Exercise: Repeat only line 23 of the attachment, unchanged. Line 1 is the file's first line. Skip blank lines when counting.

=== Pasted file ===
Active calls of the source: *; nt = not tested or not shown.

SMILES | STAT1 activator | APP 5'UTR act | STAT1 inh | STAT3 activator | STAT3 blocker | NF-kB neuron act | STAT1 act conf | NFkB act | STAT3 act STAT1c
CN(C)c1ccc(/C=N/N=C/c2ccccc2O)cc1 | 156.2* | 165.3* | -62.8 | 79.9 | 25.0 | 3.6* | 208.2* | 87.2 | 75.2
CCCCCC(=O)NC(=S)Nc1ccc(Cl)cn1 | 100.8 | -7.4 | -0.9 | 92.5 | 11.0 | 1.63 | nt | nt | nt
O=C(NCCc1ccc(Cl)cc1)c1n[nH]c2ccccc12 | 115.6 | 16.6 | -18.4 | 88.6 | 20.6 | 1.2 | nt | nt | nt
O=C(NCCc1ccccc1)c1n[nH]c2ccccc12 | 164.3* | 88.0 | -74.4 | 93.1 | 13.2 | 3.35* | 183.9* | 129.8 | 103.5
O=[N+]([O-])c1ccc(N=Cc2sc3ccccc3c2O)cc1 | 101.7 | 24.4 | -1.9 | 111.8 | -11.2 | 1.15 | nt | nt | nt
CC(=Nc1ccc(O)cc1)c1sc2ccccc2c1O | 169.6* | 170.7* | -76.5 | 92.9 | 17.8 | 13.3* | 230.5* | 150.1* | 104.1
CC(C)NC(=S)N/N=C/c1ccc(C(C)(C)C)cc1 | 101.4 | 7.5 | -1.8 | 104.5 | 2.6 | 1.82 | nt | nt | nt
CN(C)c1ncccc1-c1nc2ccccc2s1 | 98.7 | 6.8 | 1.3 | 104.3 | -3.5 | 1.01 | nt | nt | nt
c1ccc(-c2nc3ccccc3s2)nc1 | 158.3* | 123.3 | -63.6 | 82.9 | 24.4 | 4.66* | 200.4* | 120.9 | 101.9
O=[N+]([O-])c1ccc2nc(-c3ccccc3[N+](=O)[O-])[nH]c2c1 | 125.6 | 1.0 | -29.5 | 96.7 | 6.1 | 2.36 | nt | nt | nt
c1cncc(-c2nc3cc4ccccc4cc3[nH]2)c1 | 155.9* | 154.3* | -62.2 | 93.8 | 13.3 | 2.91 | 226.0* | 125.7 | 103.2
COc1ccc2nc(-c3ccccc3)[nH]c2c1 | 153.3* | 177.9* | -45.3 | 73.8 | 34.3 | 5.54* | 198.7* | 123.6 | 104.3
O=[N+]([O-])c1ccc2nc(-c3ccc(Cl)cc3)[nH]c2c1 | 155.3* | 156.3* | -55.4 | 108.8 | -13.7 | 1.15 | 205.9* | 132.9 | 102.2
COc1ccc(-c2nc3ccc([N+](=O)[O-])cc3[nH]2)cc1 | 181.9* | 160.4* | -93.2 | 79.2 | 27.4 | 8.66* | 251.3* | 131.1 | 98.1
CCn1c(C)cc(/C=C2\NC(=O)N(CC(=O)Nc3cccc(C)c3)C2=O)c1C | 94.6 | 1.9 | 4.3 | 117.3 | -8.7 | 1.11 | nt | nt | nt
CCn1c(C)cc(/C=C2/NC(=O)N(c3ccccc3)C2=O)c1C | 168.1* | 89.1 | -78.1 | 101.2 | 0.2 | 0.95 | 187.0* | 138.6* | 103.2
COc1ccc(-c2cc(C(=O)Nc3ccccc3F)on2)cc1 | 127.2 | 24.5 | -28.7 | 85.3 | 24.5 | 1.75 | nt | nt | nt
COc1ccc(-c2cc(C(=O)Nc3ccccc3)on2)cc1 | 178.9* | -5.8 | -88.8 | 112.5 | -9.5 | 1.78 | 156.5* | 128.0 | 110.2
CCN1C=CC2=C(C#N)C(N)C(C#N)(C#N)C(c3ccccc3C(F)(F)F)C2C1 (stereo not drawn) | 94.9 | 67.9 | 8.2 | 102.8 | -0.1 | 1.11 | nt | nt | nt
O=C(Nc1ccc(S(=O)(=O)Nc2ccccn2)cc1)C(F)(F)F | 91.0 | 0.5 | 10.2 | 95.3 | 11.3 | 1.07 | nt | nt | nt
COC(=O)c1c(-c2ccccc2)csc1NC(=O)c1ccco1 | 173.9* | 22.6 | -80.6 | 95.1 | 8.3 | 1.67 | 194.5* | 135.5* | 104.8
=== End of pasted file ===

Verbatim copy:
COC(=O)c1c(-c2ccccc2)csc1NC(=O)c1ccco1 | 173.9* | 22.6 | -80.6 | 95.1 | 8.3 | 1.67 | 194.5* | 135.5* | 104.8